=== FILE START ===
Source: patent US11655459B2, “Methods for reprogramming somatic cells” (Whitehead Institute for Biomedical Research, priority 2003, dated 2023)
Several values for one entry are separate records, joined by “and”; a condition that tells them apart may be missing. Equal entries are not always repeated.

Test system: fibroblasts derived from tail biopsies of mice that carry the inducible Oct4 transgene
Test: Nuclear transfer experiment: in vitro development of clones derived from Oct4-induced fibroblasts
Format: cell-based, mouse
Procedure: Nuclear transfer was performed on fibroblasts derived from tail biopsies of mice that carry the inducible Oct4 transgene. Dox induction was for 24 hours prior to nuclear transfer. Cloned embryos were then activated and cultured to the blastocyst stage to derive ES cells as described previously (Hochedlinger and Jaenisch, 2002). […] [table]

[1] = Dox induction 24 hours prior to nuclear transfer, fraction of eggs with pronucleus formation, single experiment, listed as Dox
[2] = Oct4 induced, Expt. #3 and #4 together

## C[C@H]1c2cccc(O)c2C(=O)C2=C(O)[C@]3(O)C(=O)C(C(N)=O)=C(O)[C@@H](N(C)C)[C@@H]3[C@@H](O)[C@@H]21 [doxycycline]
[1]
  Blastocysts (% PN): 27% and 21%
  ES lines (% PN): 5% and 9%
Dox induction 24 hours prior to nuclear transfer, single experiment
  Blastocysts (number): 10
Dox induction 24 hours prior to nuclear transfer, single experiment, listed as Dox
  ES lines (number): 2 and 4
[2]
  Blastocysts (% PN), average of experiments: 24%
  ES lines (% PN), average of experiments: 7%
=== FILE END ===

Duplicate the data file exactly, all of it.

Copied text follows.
Source: patent US11655459B2, “Methods for reprogramming somatic cells” (Whitehead Institute for Biomedical Research, priority 2003, dated 2023)
Several values for one entry are separate records, joined by “and”; a condition that tells them apart may be missing. Equal entries are not always repeated.

Test system: fibroblasts derived from tail biopsies of mice that carry the inducible Oct4 transgene
Test: Nuclear transfer experiment: in vitro development of clones derived from Oct4-induced fibroblasts
Format: cell-based, mouse
Procedure: Nuclear transfer was performed on fibroblasts derived from tail biopsies of mice that carry the inducible Oct4 transgene. Dox induction was for 24 hours prior to nuclear transfer. Cloned embryos were then activated and cultured to the blastocyst stage to derive ES cells as described previously (Hochedlinger and Jaenisch, 2002). […] [table]

[1] = Dox induction 24 hours prior to nuclear transfer, fraction of eggs with pronucleus formation, single experiment, listed as Dox
[2] = Oct4 induced, Expt. #3 and #4 together

## C[C@H]1c2cccc(O)c2C(=O)C2=C(O)[C@]3(O)C(=O)C(C(N)=O)=C(O)[C@@H](N(C)C)[C@@H]3[C@@H](O)[C@@H]21 [doxycycline]
[1]
  Blastocysts (% PN): 27% and 21%
  ES lines (% PN): 5% and 9%
Dox induction 24 hours prior to nuclear transfer, single experiment
  Blastocysts (number): 10
Dox induction 24 hours prior to nuclear transfer, single experiment, listed as Dox
  ES lines (number): 2 and 4
[2]
  Blastocysts (% PN), average of experiments: 24%
  ES lines (% PN), average of experiments: 7%